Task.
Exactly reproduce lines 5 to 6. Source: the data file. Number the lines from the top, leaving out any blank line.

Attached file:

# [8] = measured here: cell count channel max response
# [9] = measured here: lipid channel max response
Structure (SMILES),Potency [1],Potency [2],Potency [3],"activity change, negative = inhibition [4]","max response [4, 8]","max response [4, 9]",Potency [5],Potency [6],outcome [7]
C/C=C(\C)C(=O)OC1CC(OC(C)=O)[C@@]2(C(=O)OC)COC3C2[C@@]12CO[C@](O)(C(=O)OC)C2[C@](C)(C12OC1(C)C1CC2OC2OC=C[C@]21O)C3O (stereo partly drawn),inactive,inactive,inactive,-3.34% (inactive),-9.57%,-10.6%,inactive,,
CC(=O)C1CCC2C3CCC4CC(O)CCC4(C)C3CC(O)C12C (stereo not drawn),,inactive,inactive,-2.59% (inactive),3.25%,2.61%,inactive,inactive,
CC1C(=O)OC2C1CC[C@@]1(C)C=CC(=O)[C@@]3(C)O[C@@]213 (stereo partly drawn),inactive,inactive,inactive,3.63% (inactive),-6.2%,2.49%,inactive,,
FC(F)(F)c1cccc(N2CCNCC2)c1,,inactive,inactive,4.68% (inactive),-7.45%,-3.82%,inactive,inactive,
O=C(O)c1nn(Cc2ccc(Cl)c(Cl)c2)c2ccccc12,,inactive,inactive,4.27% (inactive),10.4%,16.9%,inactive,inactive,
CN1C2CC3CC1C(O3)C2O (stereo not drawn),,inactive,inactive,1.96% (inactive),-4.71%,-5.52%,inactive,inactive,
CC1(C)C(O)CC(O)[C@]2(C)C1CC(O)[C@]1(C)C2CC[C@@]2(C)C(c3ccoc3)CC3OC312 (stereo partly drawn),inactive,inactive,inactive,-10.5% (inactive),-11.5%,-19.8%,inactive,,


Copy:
CC(=O)C1CCC2C3CCC4CC(O)CCC4(C)C3CC(O)C12C (stereo not drawn),,inactive,inactive,-2.59% (inactive),3.25%,2.61%,inactive,inactive,
CC1C(=O)OC2C1CC[C@@]1(C)C=CC(=O)[C@@]3(C)O[C@@]213 (stereo partly drawn),inactive,inactive,inactive,3.63% (inactive),-6.2%,2.49%,inactive,,